By Cana Donovan
I didn’t apply to university because I wanted to hear things I already knew. I applied because I knew I had a lot to learn. I applied because I knew a university campus was a place where my views and opinions would be challenged and examined. And they have been. I am astonished by students on this campus who can’t bear to have their ideas challenged. Shouldn’t new, or different ideas be approached with an open mind, rather than silenced? As a pro-lifer, I am excited to welcome a scholarly debate about abortion on UVic’s campus. All the activism that Youth Protecting Youth does is aimed at creating open dialogue about an issue that often leaves a trail of pain in its wake. Our wish is that students are encouraged to talk about something that is usually hidden from view, despite its relevance. I’m always happy to have a respectful conversation with those whom I disagree with. I don’t worry that someone will have the chance to lay out the pro-choice ideology, and I do not see Dr. Kluge’s generous gift of his time to engage in debate as a threat to my worldview.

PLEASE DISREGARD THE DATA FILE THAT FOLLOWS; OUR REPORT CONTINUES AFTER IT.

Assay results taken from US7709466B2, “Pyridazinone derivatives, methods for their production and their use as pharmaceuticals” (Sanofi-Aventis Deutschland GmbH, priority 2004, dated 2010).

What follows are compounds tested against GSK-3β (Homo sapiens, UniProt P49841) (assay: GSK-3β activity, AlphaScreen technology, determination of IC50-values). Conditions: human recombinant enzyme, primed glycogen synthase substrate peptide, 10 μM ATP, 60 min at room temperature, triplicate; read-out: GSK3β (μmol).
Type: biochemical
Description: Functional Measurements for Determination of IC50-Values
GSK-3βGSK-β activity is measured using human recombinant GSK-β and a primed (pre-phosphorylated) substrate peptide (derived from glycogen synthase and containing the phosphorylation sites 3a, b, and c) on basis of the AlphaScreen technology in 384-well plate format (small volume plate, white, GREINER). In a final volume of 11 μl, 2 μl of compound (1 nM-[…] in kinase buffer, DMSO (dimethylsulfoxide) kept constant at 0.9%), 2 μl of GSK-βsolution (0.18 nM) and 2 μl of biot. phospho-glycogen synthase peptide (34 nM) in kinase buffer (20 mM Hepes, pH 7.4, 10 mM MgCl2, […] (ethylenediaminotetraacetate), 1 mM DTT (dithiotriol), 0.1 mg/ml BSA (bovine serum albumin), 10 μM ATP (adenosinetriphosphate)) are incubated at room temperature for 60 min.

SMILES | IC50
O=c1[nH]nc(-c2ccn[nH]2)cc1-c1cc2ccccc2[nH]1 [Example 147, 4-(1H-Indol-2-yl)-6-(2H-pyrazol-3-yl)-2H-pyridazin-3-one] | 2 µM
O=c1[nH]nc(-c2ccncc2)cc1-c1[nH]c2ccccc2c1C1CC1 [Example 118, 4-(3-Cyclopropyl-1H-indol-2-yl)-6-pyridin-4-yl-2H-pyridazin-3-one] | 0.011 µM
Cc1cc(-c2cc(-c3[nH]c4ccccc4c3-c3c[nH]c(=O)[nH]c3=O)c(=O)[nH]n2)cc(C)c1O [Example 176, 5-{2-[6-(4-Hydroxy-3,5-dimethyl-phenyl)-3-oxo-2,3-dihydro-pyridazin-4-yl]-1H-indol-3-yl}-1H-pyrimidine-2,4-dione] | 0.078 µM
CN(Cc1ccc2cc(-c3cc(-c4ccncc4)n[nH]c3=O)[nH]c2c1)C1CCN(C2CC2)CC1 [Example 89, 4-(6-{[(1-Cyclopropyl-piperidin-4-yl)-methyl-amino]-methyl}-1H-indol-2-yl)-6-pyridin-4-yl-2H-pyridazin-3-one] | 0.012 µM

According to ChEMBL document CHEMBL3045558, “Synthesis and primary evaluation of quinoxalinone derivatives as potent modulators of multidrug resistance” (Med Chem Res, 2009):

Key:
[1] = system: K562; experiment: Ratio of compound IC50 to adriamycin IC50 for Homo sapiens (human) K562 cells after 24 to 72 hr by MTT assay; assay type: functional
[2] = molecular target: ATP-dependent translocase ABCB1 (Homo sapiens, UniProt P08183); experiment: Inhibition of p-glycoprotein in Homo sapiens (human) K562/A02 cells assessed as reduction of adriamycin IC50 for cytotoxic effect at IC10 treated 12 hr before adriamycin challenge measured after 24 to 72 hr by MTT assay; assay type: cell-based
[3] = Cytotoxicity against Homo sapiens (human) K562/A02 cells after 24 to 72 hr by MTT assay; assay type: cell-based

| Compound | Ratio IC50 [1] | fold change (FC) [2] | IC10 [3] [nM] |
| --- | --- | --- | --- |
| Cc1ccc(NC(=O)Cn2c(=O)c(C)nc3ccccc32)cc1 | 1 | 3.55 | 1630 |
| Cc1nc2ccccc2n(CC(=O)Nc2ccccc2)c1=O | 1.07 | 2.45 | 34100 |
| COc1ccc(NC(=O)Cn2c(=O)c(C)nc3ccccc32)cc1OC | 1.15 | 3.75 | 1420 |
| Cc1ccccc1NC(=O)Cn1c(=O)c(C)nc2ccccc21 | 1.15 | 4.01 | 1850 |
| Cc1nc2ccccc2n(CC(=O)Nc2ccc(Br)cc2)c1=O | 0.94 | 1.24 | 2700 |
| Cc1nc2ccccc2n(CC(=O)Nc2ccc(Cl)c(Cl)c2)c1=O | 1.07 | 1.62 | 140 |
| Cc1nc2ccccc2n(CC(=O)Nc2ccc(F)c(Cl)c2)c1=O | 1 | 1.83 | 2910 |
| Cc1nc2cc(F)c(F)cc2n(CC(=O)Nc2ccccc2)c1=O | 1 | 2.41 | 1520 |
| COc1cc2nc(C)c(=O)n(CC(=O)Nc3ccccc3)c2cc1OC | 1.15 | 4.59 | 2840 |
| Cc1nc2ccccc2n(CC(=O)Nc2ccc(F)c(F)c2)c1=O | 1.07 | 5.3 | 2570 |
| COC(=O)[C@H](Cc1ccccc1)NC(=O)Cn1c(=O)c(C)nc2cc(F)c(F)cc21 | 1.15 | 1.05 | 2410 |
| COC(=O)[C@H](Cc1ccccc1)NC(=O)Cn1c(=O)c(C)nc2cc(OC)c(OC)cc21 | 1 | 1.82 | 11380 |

There’s been an impressive number of level-headed students who recognize that debate should be welcomed at a university campus, who ultimately wish to learn, with an open mind and heart. Sadly, these students tend to get overrun by those who do see a balanced representation of both sides as a threat. If a person is entirely secure in their personal ideology, then a respectful conversation should pose no problem to them. In fact, allowing the other side time to speak can do nothing but reveal the flaws in their reasoning. When people are so desperate to hinder pro-lifers from speaking at all, it reveals an inner insecurity: that, if allowed to speak, the pro-life position may actually hold water. It’s the equivalent of two children fighting and when one child realizes they’re losing the argument, they slap their hands over their ears and shout “La-la-la, I can’t hear you! Only in this case, the “children” are university students, adults, bearing angry signs, and with words a lot more vicious than “la-la-la.” It took less than one day of advertising for the debate before our club members were threatened with lynching, which was somehow put forth as the action of the progressive and the tolerant.
A university should be a place where a wide range of issues can be debated. The event that will be held November 14th seeks to foster an intelligent, informed, and open campus-wide debate. Children may throw as many tantrums as they like, in the end, there’s no space for them on a university campus.